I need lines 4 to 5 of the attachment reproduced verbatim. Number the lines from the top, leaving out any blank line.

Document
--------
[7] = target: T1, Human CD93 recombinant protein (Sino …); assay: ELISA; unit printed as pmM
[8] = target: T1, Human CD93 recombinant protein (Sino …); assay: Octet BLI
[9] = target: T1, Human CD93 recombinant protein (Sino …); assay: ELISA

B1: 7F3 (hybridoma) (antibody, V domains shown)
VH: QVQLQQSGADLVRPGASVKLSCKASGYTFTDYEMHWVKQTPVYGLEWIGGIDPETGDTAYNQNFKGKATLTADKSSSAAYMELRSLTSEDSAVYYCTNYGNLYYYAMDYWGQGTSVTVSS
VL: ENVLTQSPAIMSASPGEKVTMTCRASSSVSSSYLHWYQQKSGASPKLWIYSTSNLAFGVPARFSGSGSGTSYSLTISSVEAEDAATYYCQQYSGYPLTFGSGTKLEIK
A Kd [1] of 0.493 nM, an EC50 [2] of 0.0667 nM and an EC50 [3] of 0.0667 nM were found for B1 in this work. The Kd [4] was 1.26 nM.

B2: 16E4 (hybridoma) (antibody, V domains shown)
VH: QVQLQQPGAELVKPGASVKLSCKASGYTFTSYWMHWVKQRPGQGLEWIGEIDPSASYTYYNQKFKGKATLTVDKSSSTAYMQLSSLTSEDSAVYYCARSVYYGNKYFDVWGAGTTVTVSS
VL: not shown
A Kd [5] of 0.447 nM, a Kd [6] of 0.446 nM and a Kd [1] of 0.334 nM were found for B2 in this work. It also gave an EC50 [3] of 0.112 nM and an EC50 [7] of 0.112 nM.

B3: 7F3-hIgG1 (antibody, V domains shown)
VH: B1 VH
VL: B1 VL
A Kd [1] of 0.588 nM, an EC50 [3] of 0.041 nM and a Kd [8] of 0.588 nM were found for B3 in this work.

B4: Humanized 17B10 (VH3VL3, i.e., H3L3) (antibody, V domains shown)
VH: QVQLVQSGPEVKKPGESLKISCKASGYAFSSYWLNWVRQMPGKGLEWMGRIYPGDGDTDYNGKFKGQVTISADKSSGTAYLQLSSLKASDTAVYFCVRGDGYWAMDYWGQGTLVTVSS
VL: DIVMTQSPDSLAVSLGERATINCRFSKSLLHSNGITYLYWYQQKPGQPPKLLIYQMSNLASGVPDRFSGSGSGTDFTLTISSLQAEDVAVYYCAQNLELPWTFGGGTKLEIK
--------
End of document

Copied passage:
B1: 7F3 (hybridoma) (antibody, V domains shown)
VH: QVQLQQSGADLVRPGASVKLSCKASGYTFTDYEMHWVKQTPVYGLEWIGGIDPETGDTAYNQNFKGKATLTADKSSSAAYMELRSLTSEDSAVYYCTNYGNLYYYAMDYWGQGTSVTVSS